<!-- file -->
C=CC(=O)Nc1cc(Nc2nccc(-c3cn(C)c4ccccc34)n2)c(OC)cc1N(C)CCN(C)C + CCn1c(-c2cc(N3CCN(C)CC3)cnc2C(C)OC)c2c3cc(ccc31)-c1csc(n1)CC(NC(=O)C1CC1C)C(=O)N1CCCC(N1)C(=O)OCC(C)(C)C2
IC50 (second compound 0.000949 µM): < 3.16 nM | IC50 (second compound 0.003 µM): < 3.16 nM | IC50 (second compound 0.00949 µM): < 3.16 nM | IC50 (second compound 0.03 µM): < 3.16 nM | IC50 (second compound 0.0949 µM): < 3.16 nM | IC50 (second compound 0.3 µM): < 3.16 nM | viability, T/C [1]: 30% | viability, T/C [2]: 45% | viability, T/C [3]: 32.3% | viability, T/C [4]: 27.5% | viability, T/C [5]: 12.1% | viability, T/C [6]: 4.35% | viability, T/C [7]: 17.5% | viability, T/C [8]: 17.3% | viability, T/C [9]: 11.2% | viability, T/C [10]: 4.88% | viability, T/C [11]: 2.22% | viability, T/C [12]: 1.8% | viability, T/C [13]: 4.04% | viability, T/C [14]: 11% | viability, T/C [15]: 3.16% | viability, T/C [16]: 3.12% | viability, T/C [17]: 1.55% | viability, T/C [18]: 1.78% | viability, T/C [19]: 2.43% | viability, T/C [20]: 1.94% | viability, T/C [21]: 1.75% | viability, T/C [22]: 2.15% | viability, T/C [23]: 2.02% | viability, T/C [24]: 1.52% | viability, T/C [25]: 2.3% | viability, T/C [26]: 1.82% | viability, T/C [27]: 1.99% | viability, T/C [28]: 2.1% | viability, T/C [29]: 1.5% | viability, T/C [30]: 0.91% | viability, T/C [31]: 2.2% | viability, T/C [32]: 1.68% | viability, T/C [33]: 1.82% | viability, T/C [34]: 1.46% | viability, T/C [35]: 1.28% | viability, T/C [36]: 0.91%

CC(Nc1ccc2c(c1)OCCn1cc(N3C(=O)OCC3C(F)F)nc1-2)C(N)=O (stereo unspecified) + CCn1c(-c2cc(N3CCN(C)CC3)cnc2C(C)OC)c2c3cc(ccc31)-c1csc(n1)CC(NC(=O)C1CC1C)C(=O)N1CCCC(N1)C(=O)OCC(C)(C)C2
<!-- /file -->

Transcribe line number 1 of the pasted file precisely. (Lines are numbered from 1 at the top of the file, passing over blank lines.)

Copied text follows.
C=CC(=O)Nc1cc(Nc2nccc(-c3cn(C)c4ccccc34)n2)c(OC)cc1N(C)CCN(C)C + CCn1c(-c2cc(N3CCN(C)CC3)cnc2C(C)OC)c2c3cc(ccc31)-c1csc(n1)CC(NC(=O)C1CC1C)C(=O)N1CCCC(N1)C(=O)OCC(C)(C)C2